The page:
The reason Vent du Dragon is so good is partially because it doesn’t involve too much effort (a real treat for those used to alpine approaches and descents), but also because it has a real feel of seriousness despite being accessed from a cable car station. The long abseil off the bridge is committing, and the face is cold and austere; it receives pretty much so sun whatsoever. This sensation of going from sipping a nice espresso to suddenly being in a wild and scary place is really what the Chamonix experience is all about. Add in over 200 metres of superb mixed climbing and a fun ridge to finish, and you’re onto a winner.

Croz Spur, Grandes Jorasses North Face

A massive, beautiful route on the biggest and baddest face in the Mont Blanc Massif, the Croz Spur is a dream tick. It follows a stunning line up the Grandes Jorasses north wall and features everything from 60 degree ice to thin, bold mixed pitches. Much of the route is relatively straightforward (albeit exposed) terrain, but there are several tricky sections, and success is in doubt until the very end.

Tom Grant approaching the North face of the Grandes Jorasses for a spring attempt on the route. Warm temperatures and rockfall sent us home the next day from about ¼ of the way up the face.
Photo: Charlie Boscoe

 

Climbing the route starts with a long walk up the Mer de Glace and Glacier de Leschaux and then a night at the amazingly situated Refuge de Leschaux. From here it still takes 2 - 3 hours to walk to the foot of the route, so an early start is advised.

Once underway with the route proper, it's necessary to move quickly on the easier sections and try not to be slowed down too much by the harder pitches. The very final pitch on the climb takes you up a narrow gully and is often the crux of the whole route, so pulling over the top feels doubly brilliant because it’s the first time you know you’re going to make it.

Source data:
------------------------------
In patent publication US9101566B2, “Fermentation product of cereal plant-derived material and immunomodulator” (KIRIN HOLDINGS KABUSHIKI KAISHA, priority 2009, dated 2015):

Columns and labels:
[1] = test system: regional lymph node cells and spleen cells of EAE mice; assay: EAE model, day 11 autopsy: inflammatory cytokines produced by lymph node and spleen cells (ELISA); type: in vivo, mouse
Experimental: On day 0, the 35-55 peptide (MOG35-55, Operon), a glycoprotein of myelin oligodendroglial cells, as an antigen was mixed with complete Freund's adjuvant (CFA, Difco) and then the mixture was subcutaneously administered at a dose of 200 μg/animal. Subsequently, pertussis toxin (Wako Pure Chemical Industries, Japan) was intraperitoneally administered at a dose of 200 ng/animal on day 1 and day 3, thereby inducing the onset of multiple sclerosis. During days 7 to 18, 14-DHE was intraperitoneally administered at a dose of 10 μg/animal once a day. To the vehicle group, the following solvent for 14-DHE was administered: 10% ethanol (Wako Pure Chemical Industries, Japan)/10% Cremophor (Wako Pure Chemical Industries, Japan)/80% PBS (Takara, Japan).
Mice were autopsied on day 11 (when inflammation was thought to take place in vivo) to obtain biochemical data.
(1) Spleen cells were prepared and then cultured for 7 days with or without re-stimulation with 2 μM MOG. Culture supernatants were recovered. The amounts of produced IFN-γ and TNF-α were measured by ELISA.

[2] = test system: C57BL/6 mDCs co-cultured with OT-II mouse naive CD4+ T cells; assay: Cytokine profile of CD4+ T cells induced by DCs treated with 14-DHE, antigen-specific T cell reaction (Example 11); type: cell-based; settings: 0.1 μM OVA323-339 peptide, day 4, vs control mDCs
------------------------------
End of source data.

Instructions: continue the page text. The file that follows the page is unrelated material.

The descent of the Grandes Jorasses is long and difficult but this is alpinism - it’s supposed to be hard!

Supercouloir, Mont Blanc du Tacul

Supercouloir is, in a strong field, possibly the best looking route in the Mont Blanc Massif. Sitting on the huge east face of Mont Blanc du Tacul, the couloir pierces a perfect icy line up through a collection of golden rock towers, and is utterly compelling. If you have never seen the east face of Mont Blanc du Tacul, ski down there, look at the lefthand side of the face and you will see one soaring line of ice that you will instantly want to climb. That’s the Supercouloir.

The Supercouloir

The route begins with two mixed pitches, and the second of these is the technical crux of the whole climb. The crux is easier when icy but even in good condition, the key move is pretty tough. Once in the couloir proper, there is pitch after pitch of perfect, styrofoam ice leading up through some staggering mountain scenery.